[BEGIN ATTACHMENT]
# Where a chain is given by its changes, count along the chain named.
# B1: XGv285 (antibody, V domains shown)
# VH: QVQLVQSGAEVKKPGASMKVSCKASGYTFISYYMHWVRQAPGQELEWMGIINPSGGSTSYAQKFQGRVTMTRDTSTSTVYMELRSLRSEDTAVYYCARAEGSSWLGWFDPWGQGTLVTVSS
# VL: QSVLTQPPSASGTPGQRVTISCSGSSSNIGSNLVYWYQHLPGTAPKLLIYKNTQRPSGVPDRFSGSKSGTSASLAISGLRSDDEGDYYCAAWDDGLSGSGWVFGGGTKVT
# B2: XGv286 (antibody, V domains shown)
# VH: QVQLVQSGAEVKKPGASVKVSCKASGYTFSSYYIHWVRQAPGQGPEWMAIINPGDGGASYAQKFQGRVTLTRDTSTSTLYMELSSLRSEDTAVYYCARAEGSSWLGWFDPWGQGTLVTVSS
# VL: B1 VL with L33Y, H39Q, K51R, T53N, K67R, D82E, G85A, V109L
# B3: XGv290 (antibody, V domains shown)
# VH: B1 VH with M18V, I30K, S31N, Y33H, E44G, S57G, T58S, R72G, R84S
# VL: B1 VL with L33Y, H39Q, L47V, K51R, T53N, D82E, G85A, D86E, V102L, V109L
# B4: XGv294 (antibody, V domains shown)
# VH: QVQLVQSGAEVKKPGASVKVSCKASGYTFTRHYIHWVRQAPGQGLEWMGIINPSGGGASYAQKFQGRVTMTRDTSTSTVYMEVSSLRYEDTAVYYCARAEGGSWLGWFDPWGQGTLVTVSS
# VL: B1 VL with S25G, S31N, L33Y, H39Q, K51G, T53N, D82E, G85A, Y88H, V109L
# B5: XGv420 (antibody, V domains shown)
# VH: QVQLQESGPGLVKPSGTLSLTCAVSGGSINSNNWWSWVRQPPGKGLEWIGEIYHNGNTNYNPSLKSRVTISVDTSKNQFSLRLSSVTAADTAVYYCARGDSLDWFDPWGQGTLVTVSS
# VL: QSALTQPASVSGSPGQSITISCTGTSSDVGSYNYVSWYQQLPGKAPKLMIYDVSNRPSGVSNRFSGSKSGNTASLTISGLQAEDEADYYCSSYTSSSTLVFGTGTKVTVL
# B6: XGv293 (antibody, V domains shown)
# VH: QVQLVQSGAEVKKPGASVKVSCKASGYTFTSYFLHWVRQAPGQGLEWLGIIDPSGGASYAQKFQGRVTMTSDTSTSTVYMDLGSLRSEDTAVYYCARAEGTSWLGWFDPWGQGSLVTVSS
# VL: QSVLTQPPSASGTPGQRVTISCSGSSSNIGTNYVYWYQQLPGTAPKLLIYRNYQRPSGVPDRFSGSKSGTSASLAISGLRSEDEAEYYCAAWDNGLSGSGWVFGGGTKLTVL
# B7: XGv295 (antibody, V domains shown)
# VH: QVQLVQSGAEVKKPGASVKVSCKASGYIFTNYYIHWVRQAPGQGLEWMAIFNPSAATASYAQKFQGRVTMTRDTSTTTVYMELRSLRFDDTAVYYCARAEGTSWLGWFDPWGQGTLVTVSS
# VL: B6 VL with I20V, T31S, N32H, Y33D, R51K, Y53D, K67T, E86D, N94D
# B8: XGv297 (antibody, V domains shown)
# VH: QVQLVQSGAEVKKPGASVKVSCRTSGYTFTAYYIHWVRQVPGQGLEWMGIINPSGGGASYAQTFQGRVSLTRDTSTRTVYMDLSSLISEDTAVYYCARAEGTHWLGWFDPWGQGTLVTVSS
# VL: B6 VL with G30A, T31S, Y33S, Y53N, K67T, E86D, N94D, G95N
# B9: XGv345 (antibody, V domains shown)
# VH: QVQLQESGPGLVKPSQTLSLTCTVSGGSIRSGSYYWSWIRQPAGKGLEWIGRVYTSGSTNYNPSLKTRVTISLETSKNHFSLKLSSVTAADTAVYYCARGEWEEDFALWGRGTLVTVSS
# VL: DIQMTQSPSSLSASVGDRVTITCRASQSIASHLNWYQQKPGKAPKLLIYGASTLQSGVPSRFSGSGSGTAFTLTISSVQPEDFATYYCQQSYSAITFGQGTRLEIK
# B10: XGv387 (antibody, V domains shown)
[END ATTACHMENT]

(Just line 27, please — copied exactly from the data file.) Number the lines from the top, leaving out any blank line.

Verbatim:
# VH: QVQLQESGPGLVKPSQTLSLTCTVSGGSIRSGSYYWSWIRQPAGKGLEWIGRVYTSGSTNYNPSLKTRVTISLETSKNHFSLKLSSVTAADTAVYYCARGEWEEDFALWGRGTLVTVSS